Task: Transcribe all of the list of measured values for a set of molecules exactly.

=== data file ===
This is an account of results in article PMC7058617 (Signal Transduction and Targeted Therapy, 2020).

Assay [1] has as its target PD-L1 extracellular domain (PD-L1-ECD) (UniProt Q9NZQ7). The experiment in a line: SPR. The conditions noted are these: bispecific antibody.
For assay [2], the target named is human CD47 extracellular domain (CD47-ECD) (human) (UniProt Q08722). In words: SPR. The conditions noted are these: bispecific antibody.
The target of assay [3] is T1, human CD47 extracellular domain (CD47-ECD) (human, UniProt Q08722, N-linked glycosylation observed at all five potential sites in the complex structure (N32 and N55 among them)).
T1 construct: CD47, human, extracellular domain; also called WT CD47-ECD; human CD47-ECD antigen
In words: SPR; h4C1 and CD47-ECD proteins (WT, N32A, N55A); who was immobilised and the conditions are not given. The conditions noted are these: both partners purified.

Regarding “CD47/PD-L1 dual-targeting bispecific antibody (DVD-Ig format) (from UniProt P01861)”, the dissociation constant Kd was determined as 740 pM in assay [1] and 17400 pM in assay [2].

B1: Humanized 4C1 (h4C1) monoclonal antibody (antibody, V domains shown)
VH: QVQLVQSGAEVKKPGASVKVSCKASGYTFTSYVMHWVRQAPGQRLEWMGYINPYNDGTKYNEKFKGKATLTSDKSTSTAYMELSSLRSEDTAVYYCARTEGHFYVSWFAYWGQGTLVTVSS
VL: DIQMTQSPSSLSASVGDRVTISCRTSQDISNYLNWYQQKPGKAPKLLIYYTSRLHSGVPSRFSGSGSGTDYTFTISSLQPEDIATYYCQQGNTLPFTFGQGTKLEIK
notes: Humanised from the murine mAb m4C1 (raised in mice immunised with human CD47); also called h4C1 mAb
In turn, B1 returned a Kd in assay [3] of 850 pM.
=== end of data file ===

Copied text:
This is an account of results in article PMC7058617 (Signal Transduction and Targeted Therapy, 2020).

Assay [1] has as its target PD-L1 extracellular domain (PD-L1-ECD) (UniProt Q9NZQ7). The experiment in a line: SPR. The conditions noted are these: bispecific antibody.
For assay [2], the target named is human CD47 extracellular domain (CD47-ECD) (human) (UniProt Q08722). In words: SPR. The conditions noted are these: bispecific antibody.
The target of assay [3] is T1, human CD47 extracellular domain (CD47-ECD) (human, UniProt Q08722, N-linked glycosylation observed at all five potential sites in the complex structure (N32 and N55 among them)).
T1 construct: CD47, human, extracellular domain; also called WT CD47-ECD; human CD47-ECD antigen
In words: SPR; h4C1 and CD47-ECD proteins (WT, N32A, N55A); who was immobilised and the conditions are not given. The conditions noted are these: both partners purified.

Regarding “CD47/PD-L1 dual-targeting bispecific antibody (DVD-Ig format) (from UniProt P01861)”, the dissociation constant Kd was determined as 740 pM in assay [1] and 17400 pM in assay [2].

B1: Humanized 4C1 (h4C1) monoclonal antibody (antibody, V domains shown)
VH: QVQLVQSGAEVKKPGASVKVSCKASGYTFTSYVMHWVRQAPGQRLEWMGYINPYNDGTKYNEKFKGKATLTSDKSTSTAYMELSSLRSEDTAVYYCARTEGHFYVSWFAYWGQGTLVTVSS
VL: DIQMTQSPSSLSASVGDRVTISCRTSQDISNYLNWYQQKPGKAPKLLIYYTSRLHSGVPSRFSGSGSGTDYTFTISSLQPEDIATYYCQQGNTLPFTFGQGTKLEIK
notes: Humanised from the murine mAb m4C1 (raised in mice immunised with human CD47); also called h4C1 mAb
In turn, B1 returned a Kd in assay [3] of 850 pM.